Article

Traumatic Corneal Abrasion

treatment plan

 

Traumatic Corneal Abrasion

By BRUCE E. ONOFREY, RPH, OD
November 1998

Contact lens related ocular trauma is probably the most common yet challenging clinical presentation in primary care optometry. Physical injury to the cornea secondary to contact lens wear is a direct result of physical contact with the lens, debris on or under the lens or poor handling of the lens during insertion or removal. Detecting subtle changes in the corneal epithelium can prevent serious complications.

Corneal Abrasions

The delicate surface of the epithelium will usually be affected if it comes into physical contact with the lens. Rigid gas permeable (RGP) contact lenses with poor edge design are most likely to cause edge-related corneal abrasions. The most common cause of abrasion from a soft contact lens tends to be associated with rough removal or torn or cracked lenses. Regular lens inspection is a good preventative practice.

The goals of managing ocular trauma are to: prevent infection; prevent erosion; return to a clear, smooth epithelial surface suitable for resumption of safe and comfortable contact lens wear; and change contact lens parameters that may have contributed to the damage of the corneal surface. It's important to be able to recognize and correct the cause of the injury and to differentially diagnose a simple abrasion from other forms of epithelial pathology.

Small corneal abrasions that cause little discomfort can be managed by temporarily discontinuing lens wear. Warn patients that continued lens wear can delay the healing process and increase the risk of corneal infection. Following lens removal, treat small abrasions with intensive non-preserved lubrication. Larger abrasions accompanied by significant discomfort have a greater potential to become infected, so treat them more aggressively with topical antibiotic therapy as a prophylactic against infectious keratitis.

The use of a pressure patch is controversial and is contraindicated in the presence of an active ocular infectious process. However, in the presence of an effective prophylactic antibiotic, you can safely patch eyes for 24 hours before they are rechecked. It is common for these injuries to resolve within 48 hours. Instead of patching, you can place a disposable thin lens on the eye with a prophylactic antibiotic applied in solution form.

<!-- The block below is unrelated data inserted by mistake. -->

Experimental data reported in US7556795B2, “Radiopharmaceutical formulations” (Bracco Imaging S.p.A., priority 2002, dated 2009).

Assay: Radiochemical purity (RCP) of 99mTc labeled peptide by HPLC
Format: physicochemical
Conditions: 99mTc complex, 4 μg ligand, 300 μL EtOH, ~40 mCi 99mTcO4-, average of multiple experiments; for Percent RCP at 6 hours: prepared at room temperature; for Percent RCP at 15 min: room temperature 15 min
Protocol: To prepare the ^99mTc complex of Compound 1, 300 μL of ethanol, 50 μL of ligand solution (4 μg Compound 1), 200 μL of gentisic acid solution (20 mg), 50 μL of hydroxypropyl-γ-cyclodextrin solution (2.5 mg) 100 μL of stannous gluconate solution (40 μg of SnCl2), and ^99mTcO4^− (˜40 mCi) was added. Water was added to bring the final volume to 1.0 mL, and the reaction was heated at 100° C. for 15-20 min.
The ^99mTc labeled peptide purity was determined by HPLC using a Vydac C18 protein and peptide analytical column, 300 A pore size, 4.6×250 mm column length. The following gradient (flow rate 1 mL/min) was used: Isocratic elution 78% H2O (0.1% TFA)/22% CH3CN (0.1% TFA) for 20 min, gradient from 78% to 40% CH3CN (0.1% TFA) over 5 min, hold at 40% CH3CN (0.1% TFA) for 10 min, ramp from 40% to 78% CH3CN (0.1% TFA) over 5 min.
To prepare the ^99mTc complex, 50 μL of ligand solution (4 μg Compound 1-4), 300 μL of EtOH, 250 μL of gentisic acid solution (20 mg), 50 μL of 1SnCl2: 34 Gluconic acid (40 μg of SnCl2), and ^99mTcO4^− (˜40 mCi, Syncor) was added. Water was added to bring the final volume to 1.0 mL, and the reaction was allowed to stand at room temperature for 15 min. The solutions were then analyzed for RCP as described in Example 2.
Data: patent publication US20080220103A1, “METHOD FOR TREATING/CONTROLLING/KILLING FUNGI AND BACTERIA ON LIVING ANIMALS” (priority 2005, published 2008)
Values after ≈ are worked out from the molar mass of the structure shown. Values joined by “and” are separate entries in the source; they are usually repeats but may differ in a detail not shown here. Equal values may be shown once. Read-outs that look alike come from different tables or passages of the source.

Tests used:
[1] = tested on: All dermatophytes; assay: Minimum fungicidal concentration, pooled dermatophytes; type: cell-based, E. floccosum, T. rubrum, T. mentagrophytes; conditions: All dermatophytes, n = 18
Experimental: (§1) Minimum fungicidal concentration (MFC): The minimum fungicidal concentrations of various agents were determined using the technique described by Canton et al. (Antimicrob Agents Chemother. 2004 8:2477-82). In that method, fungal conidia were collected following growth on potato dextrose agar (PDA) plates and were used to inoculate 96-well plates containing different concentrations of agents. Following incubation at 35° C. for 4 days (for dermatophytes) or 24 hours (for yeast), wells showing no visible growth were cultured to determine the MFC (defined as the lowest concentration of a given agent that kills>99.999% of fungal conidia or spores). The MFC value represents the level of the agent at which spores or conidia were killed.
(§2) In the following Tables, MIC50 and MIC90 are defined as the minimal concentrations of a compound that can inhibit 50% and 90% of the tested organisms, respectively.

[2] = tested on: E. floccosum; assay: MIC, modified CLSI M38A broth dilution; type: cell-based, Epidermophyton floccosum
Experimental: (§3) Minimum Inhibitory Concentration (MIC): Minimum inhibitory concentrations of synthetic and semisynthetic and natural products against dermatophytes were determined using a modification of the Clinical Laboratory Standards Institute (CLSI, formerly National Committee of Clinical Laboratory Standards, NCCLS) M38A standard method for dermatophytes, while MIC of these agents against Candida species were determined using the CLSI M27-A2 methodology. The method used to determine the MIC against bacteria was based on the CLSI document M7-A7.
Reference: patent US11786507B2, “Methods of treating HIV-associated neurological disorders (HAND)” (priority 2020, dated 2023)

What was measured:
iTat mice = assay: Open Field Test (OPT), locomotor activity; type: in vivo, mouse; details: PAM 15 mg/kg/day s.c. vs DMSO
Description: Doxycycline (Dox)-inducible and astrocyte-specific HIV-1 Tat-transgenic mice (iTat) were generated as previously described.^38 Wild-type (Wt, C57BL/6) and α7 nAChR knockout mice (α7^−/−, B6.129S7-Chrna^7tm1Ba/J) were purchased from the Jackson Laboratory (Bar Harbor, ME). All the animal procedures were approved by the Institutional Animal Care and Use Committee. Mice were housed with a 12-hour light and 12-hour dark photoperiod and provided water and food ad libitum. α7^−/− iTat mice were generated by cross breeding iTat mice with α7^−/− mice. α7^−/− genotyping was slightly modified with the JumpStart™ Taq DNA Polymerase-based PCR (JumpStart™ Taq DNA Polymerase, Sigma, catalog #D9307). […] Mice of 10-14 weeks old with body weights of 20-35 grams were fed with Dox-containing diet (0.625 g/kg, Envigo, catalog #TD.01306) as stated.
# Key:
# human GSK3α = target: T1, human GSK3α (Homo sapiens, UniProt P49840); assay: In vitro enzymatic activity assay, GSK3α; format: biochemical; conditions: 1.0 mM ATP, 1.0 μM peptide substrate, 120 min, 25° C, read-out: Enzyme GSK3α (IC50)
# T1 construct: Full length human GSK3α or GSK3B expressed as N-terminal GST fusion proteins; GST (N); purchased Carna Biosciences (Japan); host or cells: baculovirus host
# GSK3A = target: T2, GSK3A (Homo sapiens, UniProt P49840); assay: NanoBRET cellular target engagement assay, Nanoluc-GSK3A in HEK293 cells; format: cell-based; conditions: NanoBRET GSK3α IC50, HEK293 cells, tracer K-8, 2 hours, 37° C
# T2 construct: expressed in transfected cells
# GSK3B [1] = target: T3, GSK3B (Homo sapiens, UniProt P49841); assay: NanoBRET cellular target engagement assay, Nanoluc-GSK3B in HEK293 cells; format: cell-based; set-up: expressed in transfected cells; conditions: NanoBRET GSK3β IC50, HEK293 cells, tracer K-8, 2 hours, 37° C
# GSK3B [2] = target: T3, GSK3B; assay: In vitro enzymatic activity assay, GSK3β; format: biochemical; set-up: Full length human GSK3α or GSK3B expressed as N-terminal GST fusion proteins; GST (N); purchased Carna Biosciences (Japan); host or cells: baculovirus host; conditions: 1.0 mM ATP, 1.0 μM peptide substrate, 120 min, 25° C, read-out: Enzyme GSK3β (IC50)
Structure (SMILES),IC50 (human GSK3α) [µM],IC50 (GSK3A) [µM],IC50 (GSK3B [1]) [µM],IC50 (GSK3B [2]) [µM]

Steroids are not indicated for uncomplicated abrasions because they inhibit healing, promote secondary infection and have the potential to elevate intraocular pressures (IOPs). Complications like recurrent erosion and corneal opacification (scarring) are extremely rare unless the injury is secondary to fingernail abrasion that can occur with the "pinching technique" associated with the removal of soft lenses. If the injury is secondary to a fingernail cut, it can take up to eight weeks for corneal integrity to return to normal levels. Treatment should consist of the extended use of ocular lubricants and hyperosmotic ointment until all epithelial edema has resolved.

Other Types of Ocular Trauma

A staining pattern associated with both rigid and soft contact lens wear, known as corneal wrinkling, is believed to be caused by the physical pressure of the lens fit. Try fitting thinner lenses and switching from PMMA to gas permeable materials.

Another major cause of epithelial damage is the entrapment of material under the contact lens, which is more likely with rigid lenses. Instruct patients to remove their RGPs immediately if a foreign body sensation occurs. If sensation persists after rinsing and replacing the lens, advise them to discontinue lens wear and seek immediate attention. CLS

Dr. Onofrey, editor and author of various ophthalmic texts, practices in Albuquerque, New Mexico.